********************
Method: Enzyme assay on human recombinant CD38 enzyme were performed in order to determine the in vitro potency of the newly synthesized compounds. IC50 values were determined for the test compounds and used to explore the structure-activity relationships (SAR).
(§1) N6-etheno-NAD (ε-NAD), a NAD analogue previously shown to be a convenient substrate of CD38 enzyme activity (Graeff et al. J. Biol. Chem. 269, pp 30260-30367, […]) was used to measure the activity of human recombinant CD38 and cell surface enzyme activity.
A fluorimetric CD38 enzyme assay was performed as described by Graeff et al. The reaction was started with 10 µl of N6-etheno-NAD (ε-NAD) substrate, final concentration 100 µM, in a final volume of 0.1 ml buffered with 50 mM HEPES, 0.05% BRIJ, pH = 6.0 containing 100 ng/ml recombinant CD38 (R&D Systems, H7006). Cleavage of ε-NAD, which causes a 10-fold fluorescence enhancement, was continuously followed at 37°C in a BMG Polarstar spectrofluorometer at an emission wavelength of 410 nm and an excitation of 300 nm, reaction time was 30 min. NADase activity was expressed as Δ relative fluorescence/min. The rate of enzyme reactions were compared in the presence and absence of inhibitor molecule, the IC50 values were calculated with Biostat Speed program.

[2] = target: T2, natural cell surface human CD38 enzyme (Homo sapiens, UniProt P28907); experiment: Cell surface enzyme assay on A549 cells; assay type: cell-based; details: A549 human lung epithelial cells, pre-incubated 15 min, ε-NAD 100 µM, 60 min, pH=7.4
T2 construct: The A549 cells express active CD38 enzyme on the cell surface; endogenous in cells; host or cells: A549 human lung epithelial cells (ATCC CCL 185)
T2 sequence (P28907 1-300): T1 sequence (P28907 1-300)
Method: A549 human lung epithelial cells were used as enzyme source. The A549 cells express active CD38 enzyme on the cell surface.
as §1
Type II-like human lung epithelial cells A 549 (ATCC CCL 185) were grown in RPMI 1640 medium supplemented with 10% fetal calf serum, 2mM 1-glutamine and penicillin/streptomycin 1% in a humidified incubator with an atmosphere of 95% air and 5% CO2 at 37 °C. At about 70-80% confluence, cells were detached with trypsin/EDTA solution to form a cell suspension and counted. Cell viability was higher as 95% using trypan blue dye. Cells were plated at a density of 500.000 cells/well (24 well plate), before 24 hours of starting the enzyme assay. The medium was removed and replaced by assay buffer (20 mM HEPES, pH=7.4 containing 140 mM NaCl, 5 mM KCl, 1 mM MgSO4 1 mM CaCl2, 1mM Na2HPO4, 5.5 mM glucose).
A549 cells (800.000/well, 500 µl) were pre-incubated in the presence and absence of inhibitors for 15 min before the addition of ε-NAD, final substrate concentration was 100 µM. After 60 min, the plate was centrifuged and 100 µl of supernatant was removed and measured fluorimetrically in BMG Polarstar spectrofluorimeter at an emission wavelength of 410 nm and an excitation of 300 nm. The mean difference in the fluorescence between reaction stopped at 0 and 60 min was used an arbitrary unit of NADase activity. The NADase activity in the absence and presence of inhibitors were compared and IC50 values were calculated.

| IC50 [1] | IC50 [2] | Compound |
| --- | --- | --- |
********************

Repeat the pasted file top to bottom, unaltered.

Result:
Method: Enzyme assay on human recombinant CD38 enzyme were performed in order to determine the in vitro potency of the newly synthesized compounds. IC50 values were determined for the test compounds and used to explore the structure-activity relationships (SAR).
(§1) N6-etheno-NAD (ε-NAD), a NAD analogue previously shown to be a convenient substrate of CD38 enzyme activity (Graeff et al. J. Biol. Chem. 269, pp 30260-30367, […]) was used to measure the activity of human recombinant CD38 and cell surface enzyme activity.
A fluorimetric CD38 enzyme assay was performed as described by Graeff et al. The reaction was started with 10 µl of N6-etheno-NAD (ε-NAD) substrate, final concentration 100 µM, in a final volume of 0.1 ml buffered with 50 mM HEPES, 0.05% BRIJ, pH = 6.0 containing 100 ng/ml recombinant CD38 (R&D Systems, H7006). Cleavage of ε-NAD, which causes a 10-fold fluorescence enhancement, was continuously followed at 37°C in a BMG Polarstar spectrofluorometer at an emission wavelength of 410 nm and an excitation of 300 nm, reaction time was 30 min. NADase activity was expressed as Δ relative fluorescence/min. The rate of enzyme reactions were compared in the presence and absence of inhibitor molecule, the IC50 values were calculated with Biostat Speed program.

[2] = target: T2, natural cell surface human CD38 enzyme (Homo sapiens, UniProt P28907); experiment: Cell surface enzyme assay on A549 cells; assay type: cell-based; details: A549 human lung epithelial cells, pre-incubated 15 min, ε-NAD 100 µM, 60 min, pH=7.4
T2 construct: The A549 cells express active CD38 enzyme on the cell surface; endogenous in cells; host or cells: A549 human lung epithelial cells (ATCC CCL 185)
T2 sequence (P28907 1-300): T1 sequence (P28907 1-300)
Method: A549 human lung epithelial cells were used as enzyme source. The A549 cells express active CD38 enzyme on the cell surface.
as §1
Type II-like human lung epithelial cells A 549 (ATCC CCL 185) were grown in RPMI 1640 medium supplemented with 10% fetal calf serum, 2mM 1-glutamine and penicillin/streptomycin 1% in a humidified incubator with an atmosphere of 95% air and 5% CO2 at 37 °C. At about 70-80% confluence, cells were detached with trypsin/EDTA solution to form a cell suspension and counted. Cell viability was higher as 95% using trypan blue dye. Cells were plated at a density of 500.000 cells/well (24 well plate), before 24 hours of starting the enzyme assay. The medium was removed and replaced by assay buffer (20 mM HEPES, pH=7.4 containing 140 mM NaCl, 5 mM KCl, 1 mM MgSO4 1 mM CaCl2, 1mM Na2HPO4, 5.5 mM glucose).
A549 cells (800.000/well, 500 µl) were pre-incubated in the presence and absence of inhibitors for 15 min before the addition of ε-NAD, final substrate concentration was 100 µM. After 60 min, the plate was centrifuged and 100 µl of supernatant was removed and measured fluorimetrically in BMG Polarstar spectrofluorimeter at an emission wavelength of 410 nm and an excitation of 300 nm. The mean difference in the fluorescence between reaction stopped at 0 and 60 min was used an arbitrary unit of NADase activity. The NADase activity in the absence and presence of inhibitors were compared and IC50 values were calculated.

| IC50 [1] | IC50 [2] | Compound |
| --- | --- | --- |